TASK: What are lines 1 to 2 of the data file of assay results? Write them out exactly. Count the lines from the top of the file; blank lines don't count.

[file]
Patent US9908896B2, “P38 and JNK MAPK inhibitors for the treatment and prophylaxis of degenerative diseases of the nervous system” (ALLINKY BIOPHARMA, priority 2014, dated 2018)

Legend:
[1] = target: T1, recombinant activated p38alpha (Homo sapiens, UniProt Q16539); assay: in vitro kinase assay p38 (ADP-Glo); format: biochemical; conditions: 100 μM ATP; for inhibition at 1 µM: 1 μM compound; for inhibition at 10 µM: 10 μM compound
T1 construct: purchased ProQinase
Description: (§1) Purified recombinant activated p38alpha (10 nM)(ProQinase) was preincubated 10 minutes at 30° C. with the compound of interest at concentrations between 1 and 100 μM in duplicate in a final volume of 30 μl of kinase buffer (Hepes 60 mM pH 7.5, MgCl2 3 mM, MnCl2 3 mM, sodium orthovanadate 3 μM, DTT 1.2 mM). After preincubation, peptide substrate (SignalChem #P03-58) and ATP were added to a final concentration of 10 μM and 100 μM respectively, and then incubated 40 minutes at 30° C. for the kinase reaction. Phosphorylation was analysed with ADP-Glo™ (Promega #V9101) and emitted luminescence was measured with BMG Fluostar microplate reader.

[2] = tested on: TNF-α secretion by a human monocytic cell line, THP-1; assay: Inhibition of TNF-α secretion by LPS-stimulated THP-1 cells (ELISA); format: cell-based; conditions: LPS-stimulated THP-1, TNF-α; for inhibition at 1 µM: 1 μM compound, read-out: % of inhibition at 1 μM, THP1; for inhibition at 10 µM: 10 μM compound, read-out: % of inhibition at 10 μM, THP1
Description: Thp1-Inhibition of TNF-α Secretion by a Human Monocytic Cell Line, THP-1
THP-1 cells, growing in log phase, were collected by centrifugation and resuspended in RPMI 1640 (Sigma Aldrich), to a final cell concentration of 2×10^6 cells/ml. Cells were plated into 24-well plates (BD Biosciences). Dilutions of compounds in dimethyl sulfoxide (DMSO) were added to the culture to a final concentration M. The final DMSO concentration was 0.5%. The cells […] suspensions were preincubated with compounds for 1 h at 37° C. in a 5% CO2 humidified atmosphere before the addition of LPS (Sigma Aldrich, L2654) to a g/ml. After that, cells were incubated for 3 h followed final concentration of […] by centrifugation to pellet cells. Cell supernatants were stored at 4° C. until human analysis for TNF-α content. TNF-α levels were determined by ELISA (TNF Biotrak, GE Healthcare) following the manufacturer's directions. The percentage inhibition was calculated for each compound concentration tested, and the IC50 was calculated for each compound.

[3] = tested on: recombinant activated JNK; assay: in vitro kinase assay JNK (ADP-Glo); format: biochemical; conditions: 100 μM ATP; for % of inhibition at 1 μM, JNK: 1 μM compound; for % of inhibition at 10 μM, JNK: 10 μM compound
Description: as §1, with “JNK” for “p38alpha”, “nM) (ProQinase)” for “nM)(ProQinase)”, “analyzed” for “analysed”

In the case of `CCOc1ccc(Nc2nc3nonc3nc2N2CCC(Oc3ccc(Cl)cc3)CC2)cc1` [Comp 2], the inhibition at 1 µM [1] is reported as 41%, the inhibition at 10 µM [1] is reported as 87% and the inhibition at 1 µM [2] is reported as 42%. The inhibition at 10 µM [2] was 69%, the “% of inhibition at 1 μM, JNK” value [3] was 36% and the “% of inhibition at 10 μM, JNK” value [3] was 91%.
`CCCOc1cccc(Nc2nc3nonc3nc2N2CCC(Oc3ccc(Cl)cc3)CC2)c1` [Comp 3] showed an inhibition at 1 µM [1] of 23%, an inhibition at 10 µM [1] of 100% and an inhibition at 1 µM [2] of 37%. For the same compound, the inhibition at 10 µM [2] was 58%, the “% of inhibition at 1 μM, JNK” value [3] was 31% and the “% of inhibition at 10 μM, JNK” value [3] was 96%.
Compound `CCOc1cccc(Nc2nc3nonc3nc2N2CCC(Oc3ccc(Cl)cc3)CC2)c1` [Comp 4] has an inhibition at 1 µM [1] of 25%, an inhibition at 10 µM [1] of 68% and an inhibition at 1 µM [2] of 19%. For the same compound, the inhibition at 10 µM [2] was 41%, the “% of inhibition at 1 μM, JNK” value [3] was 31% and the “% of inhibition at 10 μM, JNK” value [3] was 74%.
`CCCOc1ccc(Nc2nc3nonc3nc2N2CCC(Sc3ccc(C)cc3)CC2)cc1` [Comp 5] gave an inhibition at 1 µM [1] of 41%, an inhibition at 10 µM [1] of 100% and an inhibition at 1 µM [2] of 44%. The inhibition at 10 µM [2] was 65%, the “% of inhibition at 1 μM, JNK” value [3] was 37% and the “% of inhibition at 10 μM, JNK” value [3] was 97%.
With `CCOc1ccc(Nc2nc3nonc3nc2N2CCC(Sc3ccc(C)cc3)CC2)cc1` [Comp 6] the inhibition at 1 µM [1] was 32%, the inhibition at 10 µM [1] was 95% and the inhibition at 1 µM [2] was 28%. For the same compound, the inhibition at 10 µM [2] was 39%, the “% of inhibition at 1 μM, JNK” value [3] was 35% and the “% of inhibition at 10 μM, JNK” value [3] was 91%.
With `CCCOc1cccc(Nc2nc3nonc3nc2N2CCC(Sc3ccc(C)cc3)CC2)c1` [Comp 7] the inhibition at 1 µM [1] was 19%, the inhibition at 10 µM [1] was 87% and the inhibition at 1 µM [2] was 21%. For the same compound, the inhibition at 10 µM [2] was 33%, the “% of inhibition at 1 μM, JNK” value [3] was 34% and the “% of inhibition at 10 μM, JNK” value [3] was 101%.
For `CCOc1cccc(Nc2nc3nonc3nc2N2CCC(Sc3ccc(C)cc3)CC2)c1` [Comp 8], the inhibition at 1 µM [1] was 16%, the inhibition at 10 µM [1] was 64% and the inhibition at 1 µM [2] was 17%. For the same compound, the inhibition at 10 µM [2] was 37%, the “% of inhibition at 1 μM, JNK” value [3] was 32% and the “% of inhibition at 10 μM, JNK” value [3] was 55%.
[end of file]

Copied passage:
Patent US9908896B2, “P38 and JNK MAPK inhibitors for the treatment and prophylaxis of degenerative diseases of the nervous system” (ALLINKY BIOPHARMA, priority 2014, dated 2018)

Legend: